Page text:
Ex-Nixon aid offers advice to Lewinsky

"Life may get worse before it gets better" for former White House intern Monica Lewinsky, wrote former Nixon aide John Dean in an open letter published by The New York Times on August 9.

Dean, who played a key role in the Watergate hearings that ended the presidency of Richard Nixon in 1974, said he decided to write the letter to offer Lewinsky advice. Dean said he based his letter on his own less-than-pleasant experience after he spoke out against the most powerful figure in the country.

"If you think your privacy has been invaded already, you will find that the grand jury room was like a confessional booth compared with your visit to Capitol Hill to talk about your relationship with the president," Dean wrote in reference to Lewinsky's grand jury testimony about her relationship with President Bill Clinton.

"I understand you want to get on with your life. That won't be easy, however, until Congress decides what it is going to do with your life," Dean wrote.

He recommended that Lewinsky refrain from speaking publicly as long as possible to avoid attacks from pro-Clinton parties and groups, which would "come roaring to his defense."

"Monica, as long as your testimony remains in the grand jury, and you do not go on television, you cannot be effectively attacked by the president's defenders.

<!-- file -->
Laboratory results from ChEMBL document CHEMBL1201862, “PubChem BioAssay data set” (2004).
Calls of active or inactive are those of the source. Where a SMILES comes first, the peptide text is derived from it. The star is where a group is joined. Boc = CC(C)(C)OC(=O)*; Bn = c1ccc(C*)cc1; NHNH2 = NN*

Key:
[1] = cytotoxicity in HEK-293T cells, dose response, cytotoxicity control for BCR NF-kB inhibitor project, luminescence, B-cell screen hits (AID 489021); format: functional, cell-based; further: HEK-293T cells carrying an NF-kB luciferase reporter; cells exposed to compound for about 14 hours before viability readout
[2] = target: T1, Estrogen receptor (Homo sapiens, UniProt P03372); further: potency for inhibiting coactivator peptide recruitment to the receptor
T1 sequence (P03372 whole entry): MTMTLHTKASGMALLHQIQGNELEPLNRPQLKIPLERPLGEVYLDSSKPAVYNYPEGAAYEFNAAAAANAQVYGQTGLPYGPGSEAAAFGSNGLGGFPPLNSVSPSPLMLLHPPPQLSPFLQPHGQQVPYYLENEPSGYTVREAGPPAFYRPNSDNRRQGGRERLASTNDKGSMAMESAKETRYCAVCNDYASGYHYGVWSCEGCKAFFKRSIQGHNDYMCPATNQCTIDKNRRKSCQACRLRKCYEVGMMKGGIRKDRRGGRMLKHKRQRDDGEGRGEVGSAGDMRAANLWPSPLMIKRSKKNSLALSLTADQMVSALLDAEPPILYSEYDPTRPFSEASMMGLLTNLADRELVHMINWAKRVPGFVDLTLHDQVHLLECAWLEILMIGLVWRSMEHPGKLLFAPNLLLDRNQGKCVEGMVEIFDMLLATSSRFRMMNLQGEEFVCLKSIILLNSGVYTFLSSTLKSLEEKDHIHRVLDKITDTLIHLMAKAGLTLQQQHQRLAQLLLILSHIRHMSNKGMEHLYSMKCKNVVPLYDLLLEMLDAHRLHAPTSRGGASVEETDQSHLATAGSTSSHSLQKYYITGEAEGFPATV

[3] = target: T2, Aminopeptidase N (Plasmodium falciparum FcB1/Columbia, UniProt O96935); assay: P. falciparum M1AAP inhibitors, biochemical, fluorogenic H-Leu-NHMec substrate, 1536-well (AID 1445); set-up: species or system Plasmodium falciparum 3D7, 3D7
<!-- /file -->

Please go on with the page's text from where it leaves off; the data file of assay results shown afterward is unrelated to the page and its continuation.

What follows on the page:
"At this stage, they really don't know what you have said and can only speculate. But once you make public statements, everything will change," Dean said.

Dean, now an investment banker and author of the autobiography "Blind Ambition," wrote in his letter that the only parallels between his case and Lewinsky's was that "we both had information about a president and that investigators wanted it."

Dean warned Lewinsky that she could "count on being attacked by the jackals; but if they hurt you with false information, please go after them. Otherwise they will try to devour you. I know."

He told the 25-year-old Lewinsky that her decision not to go public was "very, very smart. You have no idea how much grief you are saving yourself."

Dean said he received his share of "nut mail" during Watergate and had to live "under the full-time protection of the Federal Witness Protection Program."

He recommended that she report all such mail or communication to the "independent counsel or the Federal Bureau of Investigation."

He also recommended two books to Lewinsky: "Undue Process" by Elliot Abrams and "The Gift of Fear" by Gavin de Becker.

The latter, he said, "could save your life."

Dean's final words for Lewinsky: "Good luck.

Proving that government programs appeal only to the honest

U.S. Federal agents have broken up a $60 million food stamp fraud ring, one of the largest in New York City history. The scheme involved Chinese-owned takeout restaurants and Hispanic-owned grocery stores, The New York Times reported August 11.

Investigators said the case was unusual not only because of its scope, but also because it included different ethnic groups. How politically correct.

The Chinese restaurants, which are not supposed to accept food stamps for meals, would somehow obtain the coupons for less than face value.

The restaurants would then sell them to small grocery stores, or bodegas, which are legally allowed to accept the stamps.

The bodegas would illegally cash them in for their full value.

Some of the bodegas claimed only hundreds of thousands of dollars in annual sales but cashed in millions of dollars' worth of food coupons, prosecutors said.